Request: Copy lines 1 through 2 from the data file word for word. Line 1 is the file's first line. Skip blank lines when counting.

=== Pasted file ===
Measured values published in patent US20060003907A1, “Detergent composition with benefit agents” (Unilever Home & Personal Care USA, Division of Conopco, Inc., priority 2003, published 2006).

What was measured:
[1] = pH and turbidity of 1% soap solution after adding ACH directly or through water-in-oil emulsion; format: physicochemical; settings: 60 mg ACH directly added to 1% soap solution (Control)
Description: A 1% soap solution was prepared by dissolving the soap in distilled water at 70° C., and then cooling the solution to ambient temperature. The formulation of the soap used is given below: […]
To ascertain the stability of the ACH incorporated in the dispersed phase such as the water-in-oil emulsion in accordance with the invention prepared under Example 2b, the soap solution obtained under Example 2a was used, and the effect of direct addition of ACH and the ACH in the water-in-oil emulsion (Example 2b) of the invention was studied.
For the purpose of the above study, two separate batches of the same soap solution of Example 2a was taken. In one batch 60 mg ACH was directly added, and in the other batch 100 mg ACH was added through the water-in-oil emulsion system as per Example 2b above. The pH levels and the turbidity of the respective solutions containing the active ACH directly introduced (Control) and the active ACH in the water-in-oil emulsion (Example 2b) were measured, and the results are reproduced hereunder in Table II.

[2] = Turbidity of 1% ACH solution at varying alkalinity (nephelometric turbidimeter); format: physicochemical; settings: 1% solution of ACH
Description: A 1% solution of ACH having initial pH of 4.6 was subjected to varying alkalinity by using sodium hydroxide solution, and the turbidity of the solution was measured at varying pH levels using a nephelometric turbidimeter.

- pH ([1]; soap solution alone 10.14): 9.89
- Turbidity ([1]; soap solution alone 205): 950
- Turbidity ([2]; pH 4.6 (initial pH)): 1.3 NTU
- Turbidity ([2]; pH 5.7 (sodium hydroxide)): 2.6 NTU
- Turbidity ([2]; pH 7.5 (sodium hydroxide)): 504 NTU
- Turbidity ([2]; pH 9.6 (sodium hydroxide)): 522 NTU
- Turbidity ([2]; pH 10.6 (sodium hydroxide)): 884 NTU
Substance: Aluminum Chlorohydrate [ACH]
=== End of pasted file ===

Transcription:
Measured values published in patent US20060003907A1, “Detergent composition with benefit agents” (Unilever Home & Personal Care USA, Division of Conopco, Inc., priority 2003, published 2006).

What was measured: